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2-min read

'Traffic' Review: Even The Awesome Ensemble Cast Can't Save This Film

All those who think that roping in some of the most reliable names in the showbiz industry, giving them an unusual script, and hoping that their combined potential will pull them through, simply because such amazing actors can never fail even if they're almost forced into inadequate shots, need to watch ‘Traffic’.

Divya Pal | News18.comdivyapal2013

Updated:May 9, 2016, 5:01 PM IST
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'Traffic' Review: Even The Awesome Ensemble Cast Can't Save This Film
All those who think that roping in some of the most reliable names in the showbiz industry, giving them an unusual script, and hoping that their combined potential will pull them through, simply because such amazing actors can never fail even if they're almost forced into inadequate shots, need to watch ‘Traffic’.

Cast: Manoj Bajpayee, Jimmy Shergill, Parambrata Chatterjee, Prosenjit Chatterjee, Amol Parashar, Divya Dutta, Sachin Khedekar, Kitu Gidwani, Divya Dutta, Divya Unni

Director: Rajesh Pillai

All those who think that roping in some of the most reliable names in the showbiz industry, giving them an unusual script, and hoping that their combined potential will pull them through, simply because such amazing actors can never fail even if they're almost forced into inadequate shots, need to watch ‘Traffic’.

Directed by the late Rajesh Pillai - who had also worked on the original Malayalam project ‘Traffic’- the film is a prime example of how mind-blowing ensemble casts can't make a great movie if it lacks the quality and rest of the key ingredients.

Inspired by a real-life incident (2008) in Tamil Nadu which also made headlines in the media, it revolves around the story of a 12-year-old girl Riya - the only child of superstar Dev Kapoor (Prosenjit Chatterjee) and his wife Maya (Divya Dutta) - who is battling for her life in Pune.

On the other hard, a budding journalist Rehaan Ali (Vishal Singh) who was involved in a horrific car accident and sustained severe injuries, is on a ventilator in a Mumbai hospital. Aware of the fact that his chances of survival are slim, his parents (Kitu Gidwani and Sachin Khedekar) decide to donate their son’s heart to help Riya. Their decision to take their only son off the ventilator is as tough as transporting the organ. But because poor visibility yields a great restriction for aircraft operations, the organ has to be transported 160km by road in just 150 minutes.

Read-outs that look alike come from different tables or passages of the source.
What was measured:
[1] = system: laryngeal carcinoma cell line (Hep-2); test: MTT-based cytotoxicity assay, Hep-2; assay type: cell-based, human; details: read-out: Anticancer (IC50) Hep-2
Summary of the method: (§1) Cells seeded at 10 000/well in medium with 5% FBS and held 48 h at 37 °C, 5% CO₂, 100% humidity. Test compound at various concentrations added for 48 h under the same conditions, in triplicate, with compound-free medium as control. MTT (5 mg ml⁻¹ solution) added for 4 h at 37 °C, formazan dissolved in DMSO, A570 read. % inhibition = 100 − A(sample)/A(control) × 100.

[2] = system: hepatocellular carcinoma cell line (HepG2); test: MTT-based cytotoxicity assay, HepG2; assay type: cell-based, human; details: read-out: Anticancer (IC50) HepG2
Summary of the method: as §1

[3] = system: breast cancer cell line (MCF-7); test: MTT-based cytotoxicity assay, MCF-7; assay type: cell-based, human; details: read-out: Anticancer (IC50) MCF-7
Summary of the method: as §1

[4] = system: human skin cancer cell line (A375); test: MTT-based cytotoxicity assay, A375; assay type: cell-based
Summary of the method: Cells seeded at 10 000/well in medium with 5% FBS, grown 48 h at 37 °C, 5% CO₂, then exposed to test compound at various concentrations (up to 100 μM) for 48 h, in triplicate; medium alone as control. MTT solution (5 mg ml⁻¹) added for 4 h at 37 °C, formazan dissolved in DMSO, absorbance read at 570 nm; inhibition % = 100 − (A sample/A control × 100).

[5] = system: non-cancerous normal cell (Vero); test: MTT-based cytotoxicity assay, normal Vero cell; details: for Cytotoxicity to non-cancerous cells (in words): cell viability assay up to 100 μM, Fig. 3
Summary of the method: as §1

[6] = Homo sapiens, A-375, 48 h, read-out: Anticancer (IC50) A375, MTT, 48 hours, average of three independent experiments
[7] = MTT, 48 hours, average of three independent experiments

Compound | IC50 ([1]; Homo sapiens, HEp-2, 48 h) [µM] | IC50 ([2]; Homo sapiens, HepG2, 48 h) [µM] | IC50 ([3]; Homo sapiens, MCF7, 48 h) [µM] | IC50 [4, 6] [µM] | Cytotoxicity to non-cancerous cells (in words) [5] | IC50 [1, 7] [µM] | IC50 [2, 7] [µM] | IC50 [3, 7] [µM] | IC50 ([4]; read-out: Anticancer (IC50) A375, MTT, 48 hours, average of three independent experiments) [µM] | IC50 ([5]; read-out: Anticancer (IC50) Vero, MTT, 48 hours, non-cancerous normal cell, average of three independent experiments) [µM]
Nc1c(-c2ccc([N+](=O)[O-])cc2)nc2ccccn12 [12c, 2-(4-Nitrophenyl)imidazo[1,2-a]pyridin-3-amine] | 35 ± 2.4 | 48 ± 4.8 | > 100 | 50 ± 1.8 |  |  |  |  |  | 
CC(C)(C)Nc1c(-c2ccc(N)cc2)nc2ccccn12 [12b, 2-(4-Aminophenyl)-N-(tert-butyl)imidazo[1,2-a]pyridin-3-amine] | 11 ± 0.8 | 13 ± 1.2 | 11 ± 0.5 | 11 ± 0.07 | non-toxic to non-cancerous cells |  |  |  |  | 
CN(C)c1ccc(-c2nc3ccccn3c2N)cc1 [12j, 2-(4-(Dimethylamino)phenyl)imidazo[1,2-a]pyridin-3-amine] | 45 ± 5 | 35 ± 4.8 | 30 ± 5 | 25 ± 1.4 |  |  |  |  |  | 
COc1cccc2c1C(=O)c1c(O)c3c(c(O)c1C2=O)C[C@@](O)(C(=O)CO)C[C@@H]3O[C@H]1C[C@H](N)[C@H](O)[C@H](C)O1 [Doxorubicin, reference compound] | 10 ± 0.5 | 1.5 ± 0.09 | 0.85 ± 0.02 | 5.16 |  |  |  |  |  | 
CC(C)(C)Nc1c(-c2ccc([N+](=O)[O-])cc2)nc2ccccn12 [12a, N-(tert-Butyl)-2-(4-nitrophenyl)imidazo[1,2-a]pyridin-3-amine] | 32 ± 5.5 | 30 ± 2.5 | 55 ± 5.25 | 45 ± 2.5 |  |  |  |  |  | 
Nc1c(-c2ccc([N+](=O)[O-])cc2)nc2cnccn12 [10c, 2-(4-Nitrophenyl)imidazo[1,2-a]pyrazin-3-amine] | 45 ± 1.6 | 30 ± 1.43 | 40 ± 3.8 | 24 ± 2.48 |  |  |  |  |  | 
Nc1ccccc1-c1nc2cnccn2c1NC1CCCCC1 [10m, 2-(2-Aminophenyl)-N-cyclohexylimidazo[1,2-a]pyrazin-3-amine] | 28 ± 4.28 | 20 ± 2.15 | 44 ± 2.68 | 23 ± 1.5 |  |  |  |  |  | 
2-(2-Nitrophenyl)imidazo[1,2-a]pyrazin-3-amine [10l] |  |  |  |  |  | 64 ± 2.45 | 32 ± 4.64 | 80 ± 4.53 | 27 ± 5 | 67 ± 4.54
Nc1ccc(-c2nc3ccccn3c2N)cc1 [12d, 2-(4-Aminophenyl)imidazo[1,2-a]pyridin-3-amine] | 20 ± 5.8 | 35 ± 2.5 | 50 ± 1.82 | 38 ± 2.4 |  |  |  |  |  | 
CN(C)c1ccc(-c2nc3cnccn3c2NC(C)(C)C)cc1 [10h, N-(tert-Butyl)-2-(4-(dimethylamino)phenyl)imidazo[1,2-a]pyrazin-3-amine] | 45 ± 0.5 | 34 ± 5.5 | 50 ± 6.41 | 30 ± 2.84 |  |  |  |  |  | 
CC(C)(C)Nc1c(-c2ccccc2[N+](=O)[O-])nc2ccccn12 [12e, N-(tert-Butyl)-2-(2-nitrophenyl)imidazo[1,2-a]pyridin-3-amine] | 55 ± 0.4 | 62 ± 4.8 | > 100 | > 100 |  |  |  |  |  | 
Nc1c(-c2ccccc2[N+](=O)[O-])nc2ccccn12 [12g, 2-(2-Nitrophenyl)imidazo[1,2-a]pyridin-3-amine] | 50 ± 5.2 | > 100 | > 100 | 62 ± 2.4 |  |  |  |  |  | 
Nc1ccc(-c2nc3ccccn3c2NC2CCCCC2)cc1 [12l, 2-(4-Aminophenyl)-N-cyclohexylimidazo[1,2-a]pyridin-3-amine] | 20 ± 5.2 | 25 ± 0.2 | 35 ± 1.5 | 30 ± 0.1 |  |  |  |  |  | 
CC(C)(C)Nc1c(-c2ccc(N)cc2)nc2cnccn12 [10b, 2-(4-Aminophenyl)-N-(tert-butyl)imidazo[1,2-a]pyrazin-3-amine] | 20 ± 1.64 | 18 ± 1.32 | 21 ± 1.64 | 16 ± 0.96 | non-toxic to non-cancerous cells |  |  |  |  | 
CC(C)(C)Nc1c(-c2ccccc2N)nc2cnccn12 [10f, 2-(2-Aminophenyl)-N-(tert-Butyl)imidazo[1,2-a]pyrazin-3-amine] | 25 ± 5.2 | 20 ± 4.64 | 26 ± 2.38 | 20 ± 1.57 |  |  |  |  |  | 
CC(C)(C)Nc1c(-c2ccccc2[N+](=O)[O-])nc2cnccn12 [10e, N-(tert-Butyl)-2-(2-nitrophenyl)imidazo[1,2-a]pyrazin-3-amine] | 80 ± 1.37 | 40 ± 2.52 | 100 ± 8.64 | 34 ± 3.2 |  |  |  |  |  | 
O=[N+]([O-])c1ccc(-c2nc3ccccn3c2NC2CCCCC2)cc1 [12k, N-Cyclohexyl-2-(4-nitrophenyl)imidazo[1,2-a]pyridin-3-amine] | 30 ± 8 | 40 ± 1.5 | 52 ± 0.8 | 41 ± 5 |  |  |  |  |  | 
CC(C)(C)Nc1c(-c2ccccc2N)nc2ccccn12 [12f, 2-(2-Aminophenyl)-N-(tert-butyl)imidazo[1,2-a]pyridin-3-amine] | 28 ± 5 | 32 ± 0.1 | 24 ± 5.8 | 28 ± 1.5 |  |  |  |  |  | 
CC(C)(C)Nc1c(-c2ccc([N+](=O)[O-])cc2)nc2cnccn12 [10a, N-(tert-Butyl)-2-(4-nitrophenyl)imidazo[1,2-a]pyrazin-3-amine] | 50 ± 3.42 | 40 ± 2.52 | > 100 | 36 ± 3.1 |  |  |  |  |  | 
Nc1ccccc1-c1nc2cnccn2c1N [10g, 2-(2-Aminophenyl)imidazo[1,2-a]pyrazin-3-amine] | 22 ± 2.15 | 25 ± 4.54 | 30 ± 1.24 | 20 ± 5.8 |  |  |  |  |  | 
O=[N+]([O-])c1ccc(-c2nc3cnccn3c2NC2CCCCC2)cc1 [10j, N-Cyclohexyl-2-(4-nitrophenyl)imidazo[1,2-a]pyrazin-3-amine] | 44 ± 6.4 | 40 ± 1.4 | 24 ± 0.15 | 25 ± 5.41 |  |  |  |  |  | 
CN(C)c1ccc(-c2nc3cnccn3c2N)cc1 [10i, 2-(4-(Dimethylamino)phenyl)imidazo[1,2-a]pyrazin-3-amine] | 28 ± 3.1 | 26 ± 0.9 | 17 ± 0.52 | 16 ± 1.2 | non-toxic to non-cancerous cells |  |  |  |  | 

Even though the mission looks impossible, constable Ramdas Godbole (Manoj Bajpayee) takes up the challenge without much urging and follows the instructions of Joint Commissioner of Police (Traffic) Gurbir Singh (Jimmy Sheirgill). Just when achieving the target looks easy, Godbole’s car disappears.

The one aspect of the film that sustains viewers’ interest is the honesty with which relationships are handled. And with each relationship comes lessons of wisdom. From breaking social hurdles to love a woman, a traffic constable suspended from service for accepting a bribe taking up a mission in an attempt to seek redemption, a doctor facing betrayal to a woman forgetting her grief to help someone else - every circumstance offers interesting life hacks.

But 'Traffic' suffers because of Suresh Nair’s hurried screenplay. Since everything needs to happen at an alarmingly fast pace, the director fails to add depth in its characters - making it tough for it to come across as a believable film.

Recurring time-stamps make ‘Traffic’ feel like a thrilling race, which definitely commands your attention, but gives little insight into how characters are feeling.

Even though Manoj Bajpayee doesn’t get a huge screen time, he leaves an impact as a Mumbai traffic police constable. While his zeal to complete the mission needs to be lauded, his performance in the film isn’t as incredible as his film ‘Aligarh’.

Jimmy, as expected, does complete justice to his role. His pragmatic approach, his zeal and ability to turn an impossible mission to a terrific victorious task calls for applause.

It is shocking that Prosenjit Chatterjee as the arrogant megastar finds it extremely difficult to emote. His acting looks so forced that one can't care less about the character. Thankfully, Divya, who plays his wife manages to bring some authenticity to the situation they are caught in.

Sachin Khedekar and Kitu Gidwani’s performances as parents of road accident victim and brain-dead son make their part believable.

Rating: 2/5

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